Blowfish was one of the first secure block ciphers not subject to any patents and therefore freely available for anyone to use. This benefit has contributed to its popularity in cryptographic software.

See also

Notes and references

  1. ^ http://www.schneier.com/paper-blowfish-fse.html
  2. ^ http://www.schneier.com/blowfish-bug.txt
  3. ^ Serge Vaudenay (1996) (PostScript). On the Weak Keys of Blowfish. http://lasecwww.epfl.ch/php_code/publications/search.php?ref=Vau96a. Retrieved 2006-08-23. 
  4. ^ Dahna, McConnachie (2007-12-27). "Bruce Almighty: Schneier preaches security to Linux faithful". Computerworld. pp. 3. http://www.computerworld.com.au/index.php/id;1891124482;pp;1;fp;4194304;fpid;1. Retrieved 2007-12-31. "At this point, though, I'm amazed it's still being used. If people ask, I recommend Twofish instead." 
  • Vincent Rijmen, "Cryptanalysis and design of iterated block ciphers", doctoral dissertation, October 1997.
  • Bruce Schneier, Description of a New Variable-Length Key, 64-bit Block Cipher (Blowfish). Fast Software Encryption 1993: 191–204 [1].
  • Bruce Schneier, The Blowfish Encryption Algorithm -- One Year Later, Dr. Dobb's Journal, 20(9), p. 137, September 1995 [2].
  • Serge Vaudenay, "On the weak keys of Blowfish," Fast Software Encryption (FSE'96), LNCS 1039, D. Gollmann, Ed., Springer-Verlag, 1996, pp. 27–32.

External links


Simple English

In cryptography, Blowfish is a keyed, symmetric block cipher, made in 1993 by Bruce Schneier and since 1993 has been included(put together) in a large number of encryption products. Blowfish has a good encryption rate in software and until 2008 no cryptanalytic attack model of it has been found. However, the AES block cipher algorithm now has more attention.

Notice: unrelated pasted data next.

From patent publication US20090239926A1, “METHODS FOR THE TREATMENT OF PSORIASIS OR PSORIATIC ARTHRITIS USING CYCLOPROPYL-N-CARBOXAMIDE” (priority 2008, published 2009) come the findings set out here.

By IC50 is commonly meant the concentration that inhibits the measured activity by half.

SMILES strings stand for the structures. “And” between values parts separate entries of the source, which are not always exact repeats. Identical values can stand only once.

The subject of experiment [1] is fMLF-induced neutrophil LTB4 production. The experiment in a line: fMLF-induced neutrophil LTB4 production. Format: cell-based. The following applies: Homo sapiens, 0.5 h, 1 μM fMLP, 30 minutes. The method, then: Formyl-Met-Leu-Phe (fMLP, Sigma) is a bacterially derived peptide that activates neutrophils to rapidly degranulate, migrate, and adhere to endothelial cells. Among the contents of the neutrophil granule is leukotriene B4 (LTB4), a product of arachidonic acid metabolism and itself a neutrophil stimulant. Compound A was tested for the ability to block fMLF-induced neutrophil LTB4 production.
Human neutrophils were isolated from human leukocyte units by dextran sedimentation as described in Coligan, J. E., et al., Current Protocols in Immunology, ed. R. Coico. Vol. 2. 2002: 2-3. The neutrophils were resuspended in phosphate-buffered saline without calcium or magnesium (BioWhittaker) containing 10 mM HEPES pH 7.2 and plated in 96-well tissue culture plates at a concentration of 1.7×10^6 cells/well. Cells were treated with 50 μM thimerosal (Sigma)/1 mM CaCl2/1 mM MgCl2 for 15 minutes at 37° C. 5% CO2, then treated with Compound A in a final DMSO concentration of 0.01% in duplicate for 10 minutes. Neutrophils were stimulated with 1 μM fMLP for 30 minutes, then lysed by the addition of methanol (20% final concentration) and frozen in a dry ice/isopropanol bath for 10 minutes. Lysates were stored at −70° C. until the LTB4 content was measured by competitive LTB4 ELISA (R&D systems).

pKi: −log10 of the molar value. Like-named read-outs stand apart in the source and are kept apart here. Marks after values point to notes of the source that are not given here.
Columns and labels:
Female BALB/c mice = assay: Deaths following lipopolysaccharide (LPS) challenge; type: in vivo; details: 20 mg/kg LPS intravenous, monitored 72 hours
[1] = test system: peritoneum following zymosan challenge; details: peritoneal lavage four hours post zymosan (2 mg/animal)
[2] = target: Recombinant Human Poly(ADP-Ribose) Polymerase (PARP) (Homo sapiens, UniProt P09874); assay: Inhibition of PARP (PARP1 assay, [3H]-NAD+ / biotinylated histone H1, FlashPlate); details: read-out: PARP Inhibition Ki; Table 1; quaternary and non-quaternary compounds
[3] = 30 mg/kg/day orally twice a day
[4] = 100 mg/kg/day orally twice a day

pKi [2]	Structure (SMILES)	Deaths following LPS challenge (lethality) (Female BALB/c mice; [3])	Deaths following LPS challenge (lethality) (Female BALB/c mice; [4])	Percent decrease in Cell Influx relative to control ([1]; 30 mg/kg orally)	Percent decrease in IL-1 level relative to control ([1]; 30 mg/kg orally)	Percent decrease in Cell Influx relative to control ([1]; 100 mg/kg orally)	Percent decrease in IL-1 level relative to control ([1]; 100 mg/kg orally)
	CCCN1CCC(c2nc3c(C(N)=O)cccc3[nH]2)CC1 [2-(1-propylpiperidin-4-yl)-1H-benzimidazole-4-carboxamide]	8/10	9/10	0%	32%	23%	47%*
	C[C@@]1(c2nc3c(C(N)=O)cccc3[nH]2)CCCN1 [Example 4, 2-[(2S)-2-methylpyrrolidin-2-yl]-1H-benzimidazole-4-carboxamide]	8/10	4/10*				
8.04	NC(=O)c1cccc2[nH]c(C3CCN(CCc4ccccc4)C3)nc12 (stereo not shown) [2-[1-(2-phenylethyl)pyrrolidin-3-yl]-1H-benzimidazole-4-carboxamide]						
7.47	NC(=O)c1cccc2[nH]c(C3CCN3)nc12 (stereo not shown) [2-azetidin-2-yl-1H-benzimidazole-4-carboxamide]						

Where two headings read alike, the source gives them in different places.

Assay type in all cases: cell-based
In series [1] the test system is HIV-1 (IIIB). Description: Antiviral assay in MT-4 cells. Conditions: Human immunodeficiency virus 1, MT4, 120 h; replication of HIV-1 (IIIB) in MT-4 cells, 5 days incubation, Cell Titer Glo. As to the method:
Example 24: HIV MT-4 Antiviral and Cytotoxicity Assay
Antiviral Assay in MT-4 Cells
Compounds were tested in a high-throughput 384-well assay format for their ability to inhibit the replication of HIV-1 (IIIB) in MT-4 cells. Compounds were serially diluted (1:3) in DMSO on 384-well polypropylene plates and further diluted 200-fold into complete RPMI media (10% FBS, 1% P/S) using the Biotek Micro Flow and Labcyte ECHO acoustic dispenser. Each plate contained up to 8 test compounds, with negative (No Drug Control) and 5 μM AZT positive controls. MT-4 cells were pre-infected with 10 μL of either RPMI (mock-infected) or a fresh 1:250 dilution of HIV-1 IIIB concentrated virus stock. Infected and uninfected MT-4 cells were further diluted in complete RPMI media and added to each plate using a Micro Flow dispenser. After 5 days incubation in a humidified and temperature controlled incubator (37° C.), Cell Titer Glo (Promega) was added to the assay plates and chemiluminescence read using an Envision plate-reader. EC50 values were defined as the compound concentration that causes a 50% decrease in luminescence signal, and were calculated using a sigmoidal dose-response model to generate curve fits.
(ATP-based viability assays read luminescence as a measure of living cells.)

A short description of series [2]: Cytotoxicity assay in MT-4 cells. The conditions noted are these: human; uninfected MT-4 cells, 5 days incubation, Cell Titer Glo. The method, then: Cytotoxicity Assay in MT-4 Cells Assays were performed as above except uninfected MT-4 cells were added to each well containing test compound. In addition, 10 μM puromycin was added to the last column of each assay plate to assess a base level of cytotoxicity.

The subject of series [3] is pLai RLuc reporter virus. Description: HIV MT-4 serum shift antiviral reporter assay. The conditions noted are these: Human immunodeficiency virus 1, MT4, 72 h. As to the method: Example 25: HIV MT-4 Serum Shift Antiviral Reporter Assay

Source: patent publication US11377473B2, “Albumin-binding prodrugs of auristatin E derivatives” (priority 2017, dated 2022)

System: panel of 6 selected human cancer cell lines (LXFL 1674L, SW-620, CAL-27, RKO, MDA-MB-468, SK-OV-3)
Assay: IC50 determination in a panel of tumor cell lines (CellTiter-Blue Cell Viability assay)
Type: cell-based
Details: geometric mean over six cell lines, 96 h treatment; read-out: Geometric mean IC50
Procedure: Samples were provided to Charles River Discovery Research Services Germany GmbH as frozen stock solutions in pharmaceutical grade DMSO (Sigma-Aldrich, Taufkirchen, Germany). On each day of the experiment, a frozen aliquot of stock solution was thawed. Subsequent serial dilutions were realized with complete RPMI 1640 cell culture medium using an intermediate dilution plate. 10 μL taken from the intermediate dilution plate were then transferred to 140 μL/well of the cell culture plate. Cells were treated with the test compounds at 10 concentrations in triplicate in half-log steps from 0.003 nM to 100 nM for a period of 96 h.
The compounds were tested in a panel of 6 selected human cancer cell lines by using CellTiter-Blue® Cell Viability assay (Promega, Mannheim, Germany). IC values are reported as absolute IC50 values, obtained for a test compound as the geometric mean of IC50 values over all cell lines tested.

Schneier made Blowfish as a general-purpose algorithm, to be used as a replacement for the old DES algorithm and to remove the problems and difficulties of other encryption algorithms. At the time Blowfish was released, many other algorithms were proprietary, or were secrets. Schneier has said that, "Blowfish is unpatented, and will remain so in all countries. The algorithm is hereby placed in the public domain, and can be freely used by anyone."

Main features of the design include key-dependent S-boxes and a very complex key schedule. Blowfish is one of the fastest block ciphers used by many people, except when changing keys. Each new key needs to be pre-processed which takes the same time as encrypting about 4 kilobytes of text, which is very slow compared to other block ciphers. This stops its use in certain applications (such as in the smallest embedded systems like the early smartcards), but it is not a problem in other applications. In one of the applications, it is actually good: the password-hashing method used in OpenBSD uses an algorithm that comes from Blowfish which makes use of the slow key schedule; the idea is that the extra computational effort required gives protection against dictionary attacks. See key strengthening.